Follower’s question: How should I explain what is philosophy to kids?

Before suggesting how to explain the topic of philosophy to children, it should be noted that there will be many adults that would not know the answer to this question. When I tell people I study philosophy, many of my friends will ask “what do you do in that?”

Philosophy comes from the latin phrase “philio sophia” which translates as: “the love of wisdom”. So, the goal of philosophy is to get knowledge, which of course raises the question of “how do we get knowledge”. The way we can get knowledge, is by being able to give a sound argument for what we are trying to know is true or false (in my tutorials regarding validity and soundness this is explained in more detail).

For the purpose of explaining to adults, philosophy can be explained as attempting to get knowledge about questions that are not typically trying to be answered in the sciences. Such as: what is the right thing to do, what is a just society, is there a God, do we have free will, can we truly know anything, and so on.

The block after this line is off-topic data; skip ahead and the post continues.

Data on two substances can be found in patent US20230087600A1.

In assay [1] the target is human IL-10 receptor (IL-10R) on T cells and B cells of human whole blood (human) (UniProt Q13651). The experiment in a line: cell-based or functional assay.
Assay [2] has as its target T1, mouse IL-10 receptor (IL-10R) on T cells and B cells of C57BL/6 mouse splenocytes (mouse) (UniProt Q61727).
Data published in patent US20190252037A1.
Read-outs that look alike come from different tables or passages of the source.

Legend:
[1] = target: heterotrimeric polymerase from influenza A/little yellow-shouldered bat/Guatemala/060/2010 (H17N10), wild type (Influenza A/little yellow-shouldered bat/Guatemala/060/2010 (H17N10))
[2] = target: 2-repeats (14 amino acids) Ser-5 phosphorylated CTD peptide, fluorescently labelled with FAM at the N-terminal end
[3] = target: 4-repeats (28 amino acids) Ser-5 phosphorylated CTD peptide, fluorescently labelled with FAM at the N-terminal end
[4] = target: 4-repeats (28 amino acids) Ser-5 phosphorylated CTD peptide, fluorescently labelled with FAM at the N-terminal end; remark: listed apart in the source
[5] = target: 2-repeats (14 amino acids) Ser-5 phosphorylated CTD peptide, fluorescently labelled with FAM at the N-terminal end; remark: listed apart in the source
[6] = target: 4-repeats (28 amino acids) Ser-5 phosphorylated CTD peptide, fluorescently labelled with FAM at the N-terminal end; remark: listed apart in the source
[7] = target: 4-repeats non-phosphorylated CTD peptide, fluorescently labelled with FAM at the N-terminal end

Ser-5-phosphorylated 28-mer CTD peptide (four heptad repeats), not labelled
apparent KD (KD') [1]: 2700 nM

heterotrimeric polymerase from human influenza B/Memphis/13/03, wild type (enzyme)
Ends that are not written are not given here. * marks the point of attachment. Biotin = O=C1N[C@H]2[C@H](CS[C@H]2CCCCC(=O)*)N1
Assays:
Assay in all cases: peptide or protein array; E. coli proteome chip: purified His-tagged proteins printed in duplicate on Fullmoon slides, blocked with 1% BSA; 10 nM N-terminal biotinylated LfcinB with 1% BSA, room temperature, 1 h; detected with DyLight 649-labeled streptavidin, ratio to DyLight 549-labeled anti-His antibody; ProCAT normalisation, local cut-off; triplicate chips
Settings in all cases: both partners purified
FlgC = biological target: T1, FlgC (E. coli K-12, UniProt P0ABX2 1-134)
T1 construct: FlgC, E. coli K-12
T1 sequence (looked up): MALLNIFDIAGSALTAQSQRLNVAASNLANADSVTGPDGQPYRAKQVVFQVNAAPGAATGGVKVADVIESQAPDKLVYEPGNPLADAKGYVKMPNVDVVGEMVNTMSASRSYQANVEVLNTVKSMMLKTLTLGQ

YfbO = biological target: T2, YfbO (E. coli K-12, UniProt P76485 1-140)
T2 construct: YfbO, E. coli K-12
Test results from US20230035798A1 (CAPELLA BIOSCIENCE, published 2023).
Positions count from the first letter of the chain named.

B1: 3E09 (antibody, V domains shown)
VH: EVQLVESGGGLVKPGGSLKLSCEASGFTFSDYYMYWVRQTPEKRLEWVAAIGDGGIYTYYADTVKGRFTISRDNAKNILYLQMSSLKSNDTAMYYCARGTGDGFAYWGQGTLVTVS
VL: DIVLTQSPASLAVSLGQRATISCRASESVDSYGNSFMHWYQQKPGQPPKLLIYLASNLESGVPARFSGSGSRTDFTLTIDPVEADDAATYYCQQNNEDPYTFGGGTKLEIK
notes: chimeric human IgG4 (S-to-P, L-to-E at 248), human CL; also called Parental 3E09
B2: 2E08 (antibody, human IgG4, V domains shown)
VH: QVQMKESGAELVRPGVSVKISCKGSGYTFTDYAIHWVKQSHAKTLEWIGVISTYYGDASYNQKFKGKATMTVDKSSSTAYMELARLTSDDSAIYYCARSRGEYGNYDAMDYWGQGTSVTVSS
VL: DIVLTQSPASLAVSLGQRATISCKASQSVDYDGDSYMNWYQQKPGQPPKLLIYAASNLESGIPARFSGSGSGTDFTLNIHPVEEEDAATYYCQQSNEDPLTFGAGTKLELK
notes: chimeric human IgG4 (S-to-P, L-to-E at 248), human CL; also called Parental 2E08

This is of course a terrible way to explain it to a child, as you would surely be met with a blank stare. So, the best way I would explain philosophy to children as trying to get to know things by being able to tell us why, or giving good reasons.

In primary school ethics classes, the cirriculum embraces such an approach. So, if a child asks “what is philosophy?” I would say trying to get to know things by giving good reasons.

Thanks for the relevant and interesting question,

Andrew.

Published by

Andrew Tulloch

I have a Bachelor of Arts majoring in Philosophy and Sociology, with a Political Science minor. I am currently completing my honours degree in Philosophy.

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